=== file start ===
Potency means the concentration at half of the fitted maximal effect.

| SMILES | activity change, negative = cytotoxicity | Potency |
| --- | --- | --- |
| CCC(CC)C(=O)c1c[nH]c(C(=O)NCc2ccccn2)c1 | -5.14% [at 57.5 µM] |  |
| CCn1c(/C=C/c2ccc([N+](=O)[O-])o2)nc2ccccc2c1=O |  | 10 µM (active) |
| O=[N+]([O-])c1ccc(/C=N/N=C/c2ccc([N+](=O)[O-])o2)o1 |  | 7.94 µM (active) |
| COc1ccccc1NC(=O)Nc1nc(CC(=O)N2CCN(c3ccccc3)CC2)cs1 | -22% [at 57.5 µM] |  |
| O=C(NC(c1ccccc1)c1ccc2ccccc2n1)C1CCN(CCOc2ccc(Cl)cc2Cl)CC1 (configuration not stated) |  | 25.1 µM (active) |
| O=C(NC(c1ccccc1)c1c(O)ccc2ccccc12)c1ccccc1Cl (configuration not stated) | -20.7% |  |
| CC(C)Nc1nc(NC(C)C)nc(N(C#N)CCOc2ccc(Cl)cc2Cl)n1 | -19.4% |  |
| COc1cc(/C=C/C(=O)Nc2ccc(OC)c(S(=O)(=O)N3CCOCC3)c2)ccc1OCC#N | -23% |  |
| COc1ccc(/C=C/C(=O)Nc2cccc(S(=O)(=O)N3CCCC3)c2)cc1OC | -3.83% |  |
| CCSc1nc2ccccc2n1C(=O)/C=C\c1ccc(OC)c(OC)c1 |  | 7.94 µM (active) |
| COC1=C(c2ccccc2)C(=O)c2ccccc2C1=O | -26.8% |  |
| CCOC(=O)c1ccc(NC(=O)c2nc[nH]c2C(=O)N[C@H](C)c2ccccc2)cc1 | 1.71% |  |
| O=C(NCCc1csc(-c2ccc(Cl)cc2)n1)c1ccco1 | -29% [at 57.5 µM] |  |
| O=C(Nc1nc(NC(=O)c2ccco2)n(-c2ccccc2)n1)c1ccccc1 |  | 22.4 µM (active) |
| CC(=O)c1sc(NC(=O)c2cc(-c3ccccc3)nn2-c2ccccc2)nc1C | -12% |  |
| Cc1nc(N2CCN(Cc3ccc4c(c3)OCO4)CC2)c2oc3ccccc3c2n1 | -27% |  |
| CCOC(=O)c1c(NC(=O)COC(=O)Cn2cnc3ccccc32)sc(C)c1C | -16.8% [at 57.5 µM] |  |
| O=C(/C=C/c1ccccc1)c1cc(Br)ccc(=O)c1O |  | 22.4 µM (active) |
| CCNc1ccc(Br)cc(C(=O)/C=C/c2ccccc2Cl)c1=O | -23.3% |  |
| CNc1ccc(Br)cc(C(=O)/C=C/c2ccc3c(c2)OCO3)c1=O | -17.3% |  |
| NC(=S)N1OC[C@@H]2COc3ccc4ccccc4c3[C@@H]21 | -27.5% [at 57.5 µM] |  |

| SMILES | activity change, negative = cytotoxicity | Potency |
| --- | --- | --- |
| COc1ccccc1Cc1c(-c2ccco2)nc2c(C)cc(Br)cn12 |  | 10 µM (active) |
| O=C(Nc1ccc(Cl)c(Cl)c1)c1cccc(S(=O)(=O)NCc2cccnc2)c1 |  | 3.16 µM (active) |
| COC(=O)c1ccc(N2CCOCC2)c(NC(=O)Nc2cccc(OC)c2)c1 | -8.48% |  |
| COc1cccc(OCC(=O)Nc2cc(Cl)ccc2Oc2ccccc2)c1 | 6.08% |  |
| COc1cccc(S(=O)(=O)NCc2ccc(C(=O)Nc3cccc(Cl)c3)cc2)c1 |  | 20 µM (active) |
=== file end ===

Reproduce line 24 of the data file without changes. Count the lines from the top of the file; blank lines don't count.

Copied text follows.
| NC(=S)N1OC[C@@H]2COc3ccc4ccccc4c3[C@@H]21 | -27.5% [at 57.5 µM] |  |